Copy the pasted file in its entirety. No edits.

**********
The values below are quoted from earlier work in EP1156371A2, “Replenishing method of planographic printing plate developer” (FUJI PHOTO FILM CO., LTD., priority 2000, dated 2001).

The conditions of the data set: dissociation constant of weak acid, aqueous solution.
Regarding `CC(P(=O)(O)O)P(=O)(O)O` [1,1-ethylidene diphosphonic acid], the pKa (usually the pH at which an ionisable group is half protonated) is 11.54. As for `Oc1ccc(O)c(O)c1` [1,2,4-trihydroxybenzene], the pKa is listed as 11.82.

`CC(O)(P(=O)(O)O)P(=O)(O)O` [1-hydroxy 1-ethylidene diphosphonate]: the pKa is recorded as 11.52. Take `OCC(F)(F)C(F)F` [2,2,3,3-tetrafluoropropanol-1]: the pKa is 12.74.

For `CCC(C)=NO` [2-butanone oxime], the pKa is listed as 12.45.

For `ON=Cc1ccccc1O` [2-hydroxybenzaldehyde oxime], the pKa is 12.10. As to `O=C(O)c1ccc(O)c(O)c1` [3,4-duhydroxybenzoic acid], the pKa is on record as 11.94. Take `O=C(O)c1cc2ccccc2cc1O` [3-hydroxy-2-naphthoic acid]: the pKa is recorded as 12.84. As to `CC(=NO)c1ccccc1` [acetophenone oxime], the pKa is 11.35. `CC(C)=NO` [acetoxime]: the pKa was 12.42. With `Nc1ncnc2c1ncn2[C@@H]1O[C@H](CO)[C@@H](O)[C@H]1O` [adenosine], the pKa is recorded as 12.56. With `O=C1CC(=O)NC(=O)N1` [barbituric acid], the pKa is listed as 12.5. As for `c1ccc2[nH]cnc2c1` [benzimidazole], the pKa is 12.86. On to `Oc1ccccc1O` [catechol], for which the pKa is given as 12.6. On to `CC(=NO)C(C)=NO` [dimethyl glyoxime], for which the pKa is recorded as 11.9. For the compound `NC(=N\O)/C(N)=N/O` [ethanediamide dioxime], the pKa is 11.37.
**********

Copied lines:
The values below are quoted from earlier work in EP1156371A2, “Replenishing method of planographic printing plate developer” (FUJI PHOTO FILM CO., LTD., priority 2000, dated 2001).

The conditions of the data set: dissociation constant of weak acid, aqueous solution.
Regarding `CC(P(=O)(O)O)P(=O)(O)O` [1,1-ethylidene diphosphonic acid], the pKa (usually the pH at which an ionisable group is half protonated) is 11.54. As for `Oc1ccc(O)c(O)c1` [1,2,4-trihydroxybenzene], the pKa is listed as 11.82.

`CC(O)(P(=O)(O)O)P(=O)(O)O` [1-hydroxy 1-ethylidene diphosphonate]: the pKa is recorded as 11.52. Take `OCC(F)(F)C(F)F` [2,2,3,3-tetrafluoropropanol-1]: the pKa is 12.74.

For `CCC(C)=NO` [2-butanone oxime], the pKa is listed as 12.45.

For `ON=Cc1ccccc1O` [2-hydroxybenzaldehyde oxime], the pKa is 12.10. As to `O=C(O)c1ccc(O)c(O)c1` [3,4-duhydroxybenzoic acid], the pKa is on record as 11.94. Take `O=C(O)c1cc2ccccc2cc1O` [3-hydroxy-2-naphthoic acid]: the pKa is recorded as 12.84. As to `CC(=NO)c1ccccc1` [acetophenone oxime], the pKa is 11.35. `CC(C)=NO` [acetoxime]: the pKa was 12.42. With `Nc1ncnc2c1ncn2[C@@H]1O[C@H](CO)[C@@H](O)[C@H]1O` [adenosine], the pKa is recorded as 12.56. With `O=C1CC(=O)NC(=O)N1` [barbituric acid], the pKa is listed as 12.5. As for `c1ccc2[nH]cnc2c1` [benzimidazole], the pKa is 12.86. On to `Oc1ccccc1O` [catechol], for which the pKa is given as 12.6. On to `CC(=NO)C(C)=NO` [dimethyl glyoxime], for which the pKa is recorded as 11.9. For the compound `NC(=N\O)/C(N)=N/O` [ethanediamide dioxime], the pKa is 11.37.